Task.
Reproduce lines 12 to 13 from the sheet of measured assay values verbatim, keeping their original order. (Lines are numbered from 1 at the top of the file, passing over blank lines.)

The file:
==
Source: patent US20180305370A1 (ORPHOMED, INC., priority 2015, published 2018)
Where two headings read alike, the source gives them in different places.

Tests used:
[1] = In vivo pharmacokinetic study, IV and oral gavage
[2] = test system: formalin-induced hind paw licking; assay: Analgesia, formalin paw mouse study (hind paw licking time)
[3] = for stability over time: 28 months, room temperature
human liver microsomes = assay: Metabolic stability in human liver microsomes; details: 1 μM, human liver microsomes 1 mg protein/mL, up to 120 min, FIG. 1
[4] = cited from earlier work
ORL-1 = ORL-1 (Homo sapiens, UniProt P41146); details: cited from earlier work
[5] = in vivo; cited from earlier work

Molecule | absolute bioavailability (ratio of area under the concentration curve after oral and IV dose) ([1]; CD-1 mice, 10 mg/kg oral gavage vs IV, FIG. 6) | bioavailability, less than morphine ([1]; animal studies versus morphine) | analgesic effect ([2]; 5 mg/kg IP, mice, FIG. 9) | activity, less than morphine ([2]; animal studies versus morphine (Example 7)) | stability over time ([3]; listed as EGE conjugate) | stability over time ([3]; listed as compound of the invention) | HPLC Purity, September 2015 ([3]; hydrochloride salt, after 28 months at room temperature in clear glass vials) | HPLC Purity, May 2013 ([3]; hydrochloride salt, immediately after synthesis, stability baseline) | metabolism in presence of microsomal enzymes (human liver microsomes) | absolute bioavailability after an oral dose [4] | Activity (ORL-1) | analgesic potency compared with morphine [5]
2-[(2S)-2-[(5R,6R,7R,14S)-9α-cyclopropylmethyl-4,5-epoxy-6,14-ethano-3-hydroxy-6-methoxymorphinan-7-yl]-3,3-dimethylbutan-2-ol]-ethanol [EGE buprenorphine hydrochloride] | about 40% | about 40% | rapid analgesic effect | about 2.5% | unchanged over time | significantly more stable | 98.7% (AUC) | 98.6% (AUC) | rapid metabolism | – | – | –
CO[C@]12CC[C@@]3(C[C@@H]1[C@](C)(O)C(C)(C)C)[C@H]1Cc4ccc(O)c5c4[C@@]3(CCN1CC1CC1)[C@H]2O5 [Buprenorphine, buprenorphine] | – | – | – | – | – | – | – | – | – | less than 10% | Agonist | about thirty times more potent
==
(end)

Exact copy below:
2-[(2S)-2-[(5R,6R,7R,14S)-9α-cyclopropylmethyl-4,5-epoxy-6,14-ethano-3-hydroxy-6-methoxymorphinan-7-yl]-3,3-dimethylbutan-2-ol]-ethanol [EGE buprenorphine hydrochloride] | about 40% | about 40% | rapid analgesic effect | about 2.5% | unchanged over time | significantly more stable | 98.7% (AUC) | 98.6% (AUC) | rapid metabolism | – | – | –
CO[C@]12CC[C@@]3(C[C@@H]1[C@](C)(O)C(C)(C)C)[C@H]1Cc4ccc(O)c5c4[C@@]3(CCN1CC1CC1)[C@H]2O5 [Buprenorphine, buprenorphine] | – | – | – | – | – | – | – | – | – | less than 10% | Agonist | about thirty times more potent